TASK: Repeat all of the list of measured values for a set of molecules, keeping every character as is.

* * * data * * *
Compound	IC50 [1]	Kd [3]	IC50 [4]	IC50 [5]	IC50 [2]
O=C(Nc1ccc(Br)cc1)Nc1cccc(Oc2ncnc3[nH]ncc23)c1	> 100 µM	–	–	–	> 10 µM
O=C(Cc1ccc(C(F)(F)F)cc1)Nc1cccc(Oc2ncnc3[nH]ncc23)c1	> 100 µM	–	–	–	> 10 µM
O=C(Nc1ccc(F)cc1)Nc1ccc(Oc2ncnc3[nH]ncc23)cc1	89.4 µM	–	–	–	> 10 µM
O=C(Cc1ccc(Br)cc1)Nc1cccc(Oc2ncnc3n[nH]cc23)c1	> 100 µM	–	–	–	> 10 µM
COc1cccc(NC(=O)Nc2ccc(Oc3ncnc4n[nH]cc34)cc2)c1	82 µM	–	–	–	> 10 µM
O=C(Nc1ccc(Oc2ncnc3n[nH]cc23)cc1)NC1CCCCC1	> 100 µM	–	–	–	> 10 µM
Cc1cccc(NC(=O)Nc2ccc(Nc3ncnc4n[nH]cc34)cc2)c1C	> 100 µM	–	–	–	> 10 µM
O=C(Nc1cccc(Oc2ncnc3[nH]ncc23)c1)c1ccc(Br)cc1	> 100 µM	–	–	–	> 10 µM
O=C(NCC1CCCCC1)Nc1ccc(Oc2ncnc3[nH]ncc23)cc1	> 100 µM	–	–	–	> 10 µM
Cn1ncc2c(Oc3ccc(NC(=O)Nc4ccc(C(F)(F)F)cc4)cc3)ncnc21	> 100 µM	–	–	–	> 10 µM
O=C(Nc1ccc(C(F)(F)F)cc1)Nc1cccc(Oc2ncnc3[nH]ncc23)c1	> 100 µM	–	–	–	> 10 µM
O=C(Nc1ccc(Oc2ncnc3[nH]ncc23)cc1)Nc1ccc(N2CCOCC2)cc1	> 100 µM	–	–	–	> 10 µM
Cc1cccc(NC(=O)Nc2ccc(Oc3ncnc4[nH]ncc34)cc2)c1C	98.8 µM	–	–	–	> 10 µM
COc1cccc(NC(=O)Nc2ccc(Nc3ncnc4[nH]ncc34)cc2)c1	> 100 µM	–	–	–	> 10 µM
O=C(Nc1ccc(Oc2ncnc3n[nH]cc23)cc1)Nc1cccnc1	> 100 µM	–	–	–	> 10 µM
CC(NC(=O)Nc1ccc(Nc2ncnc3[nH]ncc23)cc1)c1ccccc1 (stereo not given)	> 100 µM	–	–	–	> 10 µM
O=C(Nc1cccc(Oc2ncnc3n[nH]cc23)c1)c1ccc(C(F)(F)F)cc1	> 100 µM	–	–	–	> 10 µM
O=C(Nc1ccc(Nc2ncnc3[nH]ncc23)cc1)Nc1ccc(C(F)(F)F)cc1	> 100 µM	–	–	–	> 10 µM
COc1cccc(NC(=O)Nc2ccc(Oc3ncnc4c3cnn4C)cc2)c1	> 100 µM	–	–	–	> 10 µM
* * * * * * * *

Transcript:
Compound	IC50 [1]	Kd [3]	IC50 [4]	IC50 [5]	IC50 [2]
O=C(Nc1ccc(Br)cc1)Nc1cccc(Oc2ncnc3[nH]ncc23)c1	> 100 µM	–	–	–	> 10 µM
O=C(Cc1ccc(C(F)(F)F)cc1)Nc1cccc(Oc2ncnc3[nH]ncc23)c1	> 100 µM	–	–	–	> 10 µM
O=C(Nc1ccc(F)cc1)Nc1ccc(Oc2ncnc3[nH]ncc23)cc1	89.4 µM	–	–	–	> 10 µM
O=C(Cc1ccc(Br)cc1)Nc1cccc(Oc2ncnc3n[nH]cc23)c1	> 100 µM	–	–	–	> 10 µM
COc1cccc(NC(=O)Nc2ccc(Oc3ncnc4n[nH]cc34)cc2)c1	82 µM	–	–	–	> 10 µM
O=C(Nc1ccc(Oc2ncnc3n[nH]cc23)cc1)NC1CCCCC1	> 100 µM	–	–	–	> 10 µM
Cc1cccc(NC(=O)Nc2ccc(Nc3ncnc4n[nH]cc34)cc2)c1C	> 100 µM	–	–	–	> 10 µM
O=C(Nc1cccc(Oc2ncnc3[nH]ncc23)c1)c1ccc(Br)cc1	> 100 µM	–	–	–	> 10 µM
O=C(NCC1CCCCC1)Nc1ccc(Oc2ncnc3[nH]ncc23)cc1	> 100 µM	–	–	–	> 10 µM
Cn1ncc2c(Oc3ccc(NC(=O)Nc4ccc(C(F)(F)F)cc4)cc3)ncnc21	> 100 µM	–	–	–	> 10 µM
O=C(Nc1ccc(C(F)(F)F)cc1)Nc1cccc(Oc2ncnc3[nH]ncc23)c1	> 100 µM	–	–	–	> 10 µM
O=C(Nc1ccc(Oc2ncnc3[nH]ncc23)cc1)Nc1ccc(N2CCOCC2)cc1	> 100 µM	–	–	–	> 10 µM
Cc1cccc(NC(=O)Nc2ccc(Oc3ncnc4[nH]ncc34)cc2)c1C	98.8 µM	–	–	–	> 10 µM
COc1cccc(NC(=O)Nc2ccc(Nc3ncnc4[nH]ncc34)cc2)c1	> 100 µM	–	–	–	> 10 µM
O=C(Nc1ccc(Oc2ncnc3n[nH]cc23)cc1)Nc1cccnc1	> 100 µM	–	–	–	> 10 µM
CC(NC(=O)Nc1ccc(Nc2ncnc3[nH]ncc23)cc1)c1ccccc1 (stereo not given)	> 100 µM	–	–	–	> 10 µM
O=C(Nc1cccc(Oc2ncnc3n[nH]cc23)c1)c1ccc(C(F)(F)F)cc1	> 100 µM	–	–	–	> 10 µM
O=C(Nc1ccc(Nc2ncnc3[nH]ncc23)cc1)Nc1ccc(C(F)(F)F)cc1	> 100 µM	–	–	–	> 10 µM
COc1cccc(NC(=O)Nc2ccc(Oc3ncnc4c3cnn4C)cc2)c1	> 100 µM	–	–	–	> 10 µM